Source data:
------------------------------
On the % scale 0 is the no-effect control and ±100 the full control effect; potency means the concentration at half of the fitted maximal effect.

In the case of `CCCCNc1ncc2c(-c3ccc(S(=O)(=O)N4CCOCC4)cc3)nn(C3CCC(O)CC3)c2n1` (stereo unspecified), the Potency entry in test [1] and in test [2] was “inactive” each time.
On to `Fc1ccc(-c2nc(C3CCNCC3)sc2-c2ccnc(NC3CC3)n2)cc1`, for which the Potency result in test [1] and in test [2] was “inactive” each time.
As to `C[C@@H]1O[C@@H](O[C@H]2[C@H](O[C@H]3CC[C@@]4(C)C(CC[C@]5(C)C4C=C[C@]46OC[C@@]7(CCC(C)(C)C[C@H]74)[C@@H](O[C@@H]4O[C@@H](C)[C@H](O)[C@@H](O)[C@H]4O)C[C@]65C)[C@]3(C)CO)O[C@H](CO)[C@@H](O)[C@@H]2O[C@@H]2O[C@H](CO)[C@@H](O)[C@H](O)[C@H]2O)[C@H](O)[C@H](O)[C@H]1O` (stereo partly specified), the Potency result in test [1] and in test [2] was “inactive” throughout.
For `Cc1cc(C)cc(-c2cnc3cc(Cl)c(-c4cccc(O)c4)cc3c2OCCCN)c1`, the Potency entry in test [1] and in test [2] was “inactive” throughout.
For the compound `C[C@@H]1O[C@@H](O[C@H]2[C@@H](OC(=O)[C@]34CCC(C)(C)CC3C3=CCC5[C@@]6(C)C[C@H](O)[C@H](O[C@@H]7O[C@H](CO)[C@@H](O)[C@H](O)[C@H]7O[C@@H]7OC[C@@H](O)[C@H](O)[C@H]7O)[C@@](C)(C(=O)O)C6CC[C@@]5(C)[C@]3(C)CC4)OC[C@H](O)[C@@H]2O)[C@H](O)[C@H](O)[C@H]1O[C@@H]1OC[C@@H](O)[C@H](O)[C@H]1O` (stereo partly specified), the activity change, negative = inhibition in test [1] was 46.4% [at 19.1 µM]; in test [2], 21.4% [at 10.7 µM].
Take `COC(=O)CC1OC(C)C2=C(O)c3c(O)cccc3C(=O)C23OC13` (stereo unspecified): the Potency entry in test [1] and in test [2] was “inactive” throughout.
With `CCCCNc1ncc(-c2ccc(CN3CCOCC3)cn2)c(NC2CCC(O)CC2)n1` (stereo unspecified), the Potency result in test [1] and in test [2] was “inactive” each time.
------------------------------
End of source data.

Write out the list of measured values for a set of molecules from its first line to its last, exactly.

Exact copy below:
On the % scale 0 is the no-effect control and ±100 the full control effect; potency means the concentration at half of the fitted maximal effect.

In the case of `CCCCNc1ncc2c(-c3ccc(S(=O)(=O)N4CCOCC4)cc3)nn(C3CCC(O)CC3)c2n1` (stereo unspecified), the Potency entry in test [1] and in test [2] was “inactive” each time.
On to `Fc1ccc(-c2nc(C3CCNCC3)sc2-c2ccnc(NC3CC3)n2)cc1`, for which the Potency result in test [1] and in test [2] was “inactive” each time.
As to `C[C@@H]1O[C@@H](O[C@H]2[C@H](O[C@H]3CC[C@@]4(C)C(CC[C@]5(C)C4C=C[C@]46OC[C@@]7(CCC(C)(C)C[C@H]74)[C@@H](O[C@@H]4O[C@@H](C)[C@H](O)[C@@H](O)[C@H]4O)C[C@]65C)[C@]3(C)CO)O[C@H](CO)[C@@H](O)[C@@H]2O[C@@H]2O[C@H](CO)[C@@H](O)[C@H](O)[C@H]2O)[C@H](O)[C@H](O)[C@H]1O` (stereo partly specified), the Potency result in test [1] and in test [2] was “inactive” throughout.
For `Cc1cc(C)cc(-c2cnc3cc(Cl)c(-c4cccc(O)c4)cc3c2OCCCN)c1`, the Potency entry in test [1] and in test [2] was “inactive” throughout.
For the compound `C[C@@H]1O[C@@H](O[C@H]2[C@@H](OC(=O)[C@]34CCC(C)(C)CC3C3=CCC5[C@@]6(C)C[C@H](O)[C@H](O[C@@H]7O[C@H](CO)[C@@H](O)[C@H](O)[C@H]7O[C@@H]7OC[C@@H](O)[C@H](O)[C@H]7O)[C@@](C)(C(=O)O)C6CC[C@@]5(C)[C@]3(C)CC4)OC[C@H](O)[C@@H]2O)[C@H](O)[C@H](O)[C@H]1O[C@@H]1OC[C@@H](O)[C@H](O)[C@H]1O` (stereo partly specified), the activity change, negative = inhibition in test [1] was 46.4% [at 19.1 µM]; in test [2], 21.4% [at 10.7 µM].
Take `COC(=O)CC1OC(C)C2=C(O)c3c(O)cccc3C(=O)C23OC13` (stereo unspecified): the Potency entry in test [1] and in test [2] was “inactive” throughout.
With `CCCCNc1ncc(-c2ccc(CN3CCOCC3)cn2)c(NC2CCC(O)CC2)n1` (stereo unspecified), the Potency result in test [1] and in test [2] was “inactive” each time.